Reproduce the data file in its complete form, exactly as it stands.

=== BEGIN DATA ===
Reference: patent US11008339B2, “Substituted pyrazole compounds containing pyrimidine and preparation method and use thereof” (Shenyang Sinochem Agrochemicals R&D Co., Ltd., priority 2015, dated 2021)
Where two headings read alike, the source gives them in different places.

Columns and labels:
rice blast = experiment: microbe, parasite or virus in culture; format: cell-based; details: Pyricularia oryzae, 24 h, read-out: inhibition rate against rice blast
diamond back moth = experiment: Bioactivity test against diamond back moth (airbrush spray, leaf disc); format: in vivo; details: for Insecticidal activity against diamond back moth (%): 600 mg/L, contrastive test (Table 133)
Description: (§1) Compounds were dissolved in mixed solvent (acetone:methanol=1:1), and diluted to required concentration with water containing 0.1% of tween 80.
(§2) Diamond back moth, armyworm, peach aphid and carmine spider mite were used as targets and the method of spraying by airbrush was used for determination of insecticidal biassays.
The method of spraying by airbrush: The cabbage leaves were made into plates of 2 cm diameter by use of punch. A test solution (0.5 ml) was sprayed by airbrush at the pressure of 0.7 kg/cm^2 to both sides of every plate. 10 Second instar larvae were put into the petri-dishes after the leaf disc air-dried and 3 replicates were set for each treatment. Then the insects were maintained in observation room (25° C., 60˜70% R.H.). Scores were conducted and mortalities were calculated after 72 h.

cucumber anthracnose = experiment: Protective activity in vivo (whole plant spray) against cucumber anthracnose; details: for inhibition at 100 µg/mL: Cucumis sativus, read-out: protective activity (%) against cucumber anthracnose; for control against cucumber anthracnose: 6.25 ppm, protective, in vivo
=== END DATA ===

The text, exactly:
Reference: patent US11008339B2, “Substituted pyrazole compounds containing pyrimidine and preparation method and use thereof” (Shenyang Sinochem Agrochemicals R&D Co., Ltd., priority 2015, dated 2021)
Where two headings read alike, the source gives them in different places.

Columns and labels:
rice blast = experiment: microbe, parasite or virus in culture; format: cell-based; details: Pyricularia oryzae, 24 h, read-out: inhibition rate against rice blast
diamond back moth = experiment: Bioactivity test against diamond back moth (airbrush spray, leaf disc); format: in vivo; details: for Insecticidal activity against diamond back moth (%): 600 mg/L, contrastive test (Table 133)
Description: (§1) Compounds were dissolved in mixed solvent (acetone:methanol=1:1), and diluted to required concentration with water containing 0.1% of tween 80.
(§2) Diamond back moth, armyworm, peach aphid and carmine spider mite were used as targets and the method of spraying by airbrush was used for determination of insecticidal biassays.
The method of spraying by airbrush: The cabbage leaves were made into plates of 2 cm diameter by use of punch. A test solution (0.5 ml) was sprayed by airbrush at the pressure of 0.7 kg/cm^2 to both sides of every plate. 10 Second instar larvae were put into the petri-dishes after the leaf disc air-dried and 3 replicates were set for each treatment. Then the insects were maintained in observation room (25° C., 60˜70% R.H.). Scores were conducted and mortalities were calculated after 72 h.

cucumber anthracnose = experiment: Protective activity in vivo (whole plant spray) against cucumber anthracnose; details: for inhibition at 100 µg/mL: Cucumis sativus, read-out: protective activity (%) against cucumber anthracnose; for control against cucumber anthracnose: 6.25 ppm, protective, in vivo